Oct. 14--A taste of terrorism is coming to Wichita. Explosions, fire and confusion will rattle downtown Friday morning as a three-day disaster simulation starts.
The simulation, sponsored by the University of Kansas Medical Center and the South Central Kansas Homeland Security Council, is intended to help emergency service and medical personnel learn how to respond and treat mass casualties in a disaster -- whether it's caused by terrorists or nature.
As the simulation unfolds, officials say, first responders and emergency service workers will discover that the destruction wasn't caused by Mother Nature.
Training began Saturday at the Sedgwick County Emergency Operations Center just south of Main and Murdock, drawing more than 50 dispatchers and emergency management officials from around the region -- plus government officials from Armenia.
They're being taught how to set up and run an emergency operations center at the site of a disaster, said John Holgerson, president of Rescue Training Associates, a Florida-based company that has assisted after Sept. 11, the Oklahoma City bombing and Hurricane Katrina.
"Most of what they're trained to deal with is resolved in an hour or less," Holgerson said of dispatchers. "But when you're dealing with major disasters, you're talking days, weeks..."
It can even take years, as victims of Hurricane Andrew in Florida and Hurricane Katrina along the Gulf Coast can attest.
The simulation that begins at 9 a.m. Friday will continue until about noon Oct. 21.
"We want them to get what we call 'the 4 o'clock stare,' " Holgerson said of that blank look that settles in on dispatchers who have to push on after the initial adrenaline rush and go without sleep.
"It's one thing to hear about it," he said. "It's another to experience it."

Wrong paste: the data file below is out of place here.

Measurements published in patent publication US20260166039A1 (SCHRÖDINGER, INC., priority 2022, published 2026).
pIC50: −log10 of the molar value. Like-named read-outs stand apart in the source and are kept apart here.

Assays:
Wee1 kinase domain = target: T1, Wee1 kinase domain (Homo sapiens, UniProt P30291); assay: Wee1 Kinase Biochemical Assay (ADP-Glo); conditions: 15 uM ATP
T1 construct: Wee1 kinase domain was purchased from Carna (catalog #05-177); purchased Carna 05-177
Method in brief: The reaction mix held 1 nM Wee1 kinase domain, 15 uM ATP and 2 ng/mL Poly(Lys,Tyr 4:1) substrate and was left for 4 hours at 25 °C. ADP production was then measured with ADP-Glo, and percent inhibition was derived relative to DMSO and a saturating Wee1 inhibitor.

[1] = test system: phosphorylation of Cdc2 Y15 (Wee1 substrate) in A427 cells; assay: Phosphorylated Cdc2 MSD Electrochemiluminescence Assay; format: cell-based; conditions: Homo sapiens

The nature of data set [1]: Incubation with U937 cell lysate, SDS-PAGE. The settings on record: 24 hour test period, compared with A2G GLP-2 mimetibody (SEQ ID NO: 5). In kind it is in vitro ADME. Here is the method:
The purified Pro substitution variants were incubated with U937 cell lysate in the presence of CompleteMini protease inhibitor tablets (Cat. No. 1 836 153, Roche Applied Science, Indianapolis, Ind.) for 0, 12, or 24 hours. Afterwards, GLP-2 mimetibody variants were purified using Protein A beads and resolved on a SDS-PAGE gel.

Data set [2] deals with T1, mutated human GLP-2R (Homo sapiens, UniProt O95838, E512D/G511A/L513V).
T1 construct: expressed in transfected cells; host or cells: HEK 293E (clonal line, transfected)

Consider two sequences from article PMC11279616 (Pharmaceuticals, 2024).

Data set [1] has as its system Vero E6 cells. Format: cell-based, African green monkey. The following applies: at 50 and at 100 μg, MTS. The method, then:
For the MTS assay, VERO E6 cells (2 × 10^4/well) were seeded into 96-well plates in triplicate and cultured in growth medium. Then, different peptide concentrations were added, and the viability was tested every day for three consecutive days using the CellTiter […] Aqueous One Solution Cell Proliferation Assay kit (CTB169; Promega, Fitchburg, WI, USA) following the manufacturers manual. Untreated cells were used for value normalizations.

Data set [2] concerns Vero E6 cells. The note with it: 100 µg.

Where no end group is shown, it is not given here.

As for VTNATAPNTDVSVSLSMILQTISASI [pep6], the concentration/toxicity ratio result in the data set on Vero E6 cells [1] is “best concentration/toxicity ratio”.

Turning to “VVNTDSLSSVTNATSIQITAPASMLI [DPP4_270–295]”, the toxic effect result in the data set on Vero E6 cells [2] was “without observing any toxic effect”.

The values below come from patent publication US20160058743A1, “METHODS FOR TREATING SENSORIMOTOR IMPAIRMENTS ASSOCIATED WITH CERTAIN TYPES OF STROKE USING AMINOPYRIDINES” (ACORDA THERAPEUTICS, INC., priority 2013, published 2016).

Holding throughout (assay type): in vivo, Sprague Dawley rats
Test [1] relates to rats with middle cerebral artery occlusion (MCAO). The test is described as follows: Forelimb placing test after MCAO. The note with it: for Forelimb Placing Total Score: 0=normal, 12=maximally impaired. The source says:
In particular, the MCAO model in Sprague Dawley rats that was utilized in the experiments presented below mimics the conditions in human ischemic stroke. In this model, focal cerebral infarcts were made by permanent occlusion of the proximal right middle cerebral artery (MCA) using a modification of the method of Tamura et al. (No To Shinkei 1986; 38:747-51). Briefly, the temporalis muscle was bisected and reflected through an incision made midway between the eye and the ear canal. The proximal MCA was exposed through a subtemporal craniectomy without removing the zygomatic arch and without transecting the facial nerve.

The simulation will help them learn how to cope with the long hours and remain effective, he said.
Doctors, nurses and other medical personnel will receive training on how to handle traumatic injuries at the scene of an attack, including treating victims trapped in rubble.
The old mind-set of pulling victims from collapsed buildings and rushing them to the hospital is being given another look, Holgerson said, because so many of the victims have died.
First responders will also be taught to look for signs that the debris or explosion may be the result of terrorism, Holgerson said, and to be on the alert for more events.
"There may be more to the situation than it appears," he said.
Terrorists have been known to set off small bombs to draw emergency responders, and then plan secondary, larger explosions targeting them.
"At least with Greensburg, you knew it was over," Holgerson said, because the tornado that struck the town had dissipated.
Kansas doesn't have to be told how valuable this training can be, said Dale Grube, associate dean of continuing education for the medical center.
"We've had three 300-year disasters in a six-month period," Grube said, meaning disasters that are projected to occur once every 300 years.
Those disasters were the ice and snow storm that paralyzed much of western Kansas, the EF-5 tornado that killed 11 people and destroyed almost all of Greensburg on May 4, and the flood and oil spill that struck southeast Kansas in late June. Two other people were killed May 4 by other tornadoes created by the storm that generated the Greensburg tornado.
"The timing of this event really could not be better," Grube said.
Every disaster or attack offers unique challenges, Holgerson said, but effective responses have three things in common: solid communications, effective logistics and good operational planning.
"You can't just have a Plan A," he said. "You'd better have a Plan B, a Plan C and a Plan D."